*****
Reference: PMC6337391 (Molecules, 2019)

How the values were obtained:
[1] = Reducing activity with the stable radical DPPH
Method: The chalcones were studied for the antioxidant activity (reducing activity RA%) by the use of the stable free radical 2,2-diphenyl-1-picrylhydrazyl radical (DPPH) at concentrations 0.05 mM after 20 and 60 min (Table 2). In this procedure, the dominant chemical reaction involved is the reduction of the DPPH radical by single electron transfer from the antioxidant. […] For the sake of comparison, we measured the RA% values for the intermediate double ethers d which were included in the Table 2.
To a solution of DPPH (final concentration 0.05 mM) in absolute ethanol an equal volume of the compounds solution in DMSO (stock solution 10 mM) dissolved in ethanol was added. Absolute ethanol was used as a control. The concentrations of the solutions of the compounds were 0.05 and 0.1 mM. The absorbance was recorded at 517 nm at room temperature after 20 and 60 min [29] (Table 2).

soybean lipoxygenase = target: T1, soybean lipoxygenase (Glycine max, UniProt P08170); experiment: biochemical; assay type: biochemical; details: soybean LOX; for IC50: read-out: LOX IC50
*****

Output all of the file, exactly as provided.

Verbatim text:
Reference: PMC6337391 (Molecules, 2019)

How the values were obtained:
[1] = Reducing activity with the stable radical DPPH
Method: The chalcones were studied for the antioxidant activity (reducing activity RA%) by the use of the stable free radical 2,2-diphenyl-1-picrylhydrazyl radical (DPPH) at concentrations 0.05 mM after 20 and 60 min (Table 2). In this procedure, the dominant chemical reaction involved is the reduction of the DPPH radical by single electron transfer from the antioxidant. […] For the sake of comparison, we measured the RA% values for the intermediate double ethers d which were included in the Table 2.
To a solution of DPPH (final concentration 0.05 mM) in absolute ethanol an equal volume of the compounds solution in DMSO (stock solution 10 mM) dissolved in ethanol was added. Absolute ethanol was used as a control. The concentrations of the solutions of the compounds were 0.05 and 0.1 mM. The absorbance was recorded at 517 nm at room temperature after 20 and 60 min [29] (Table 2).

soybean lipoxygenase = target: T1, soybean lipoxygenase (Glycine max, UniProt P08170); experiment: biochemical; assay type: biochemical; details: soybean LOX; for IC50: read-out: LOX IC50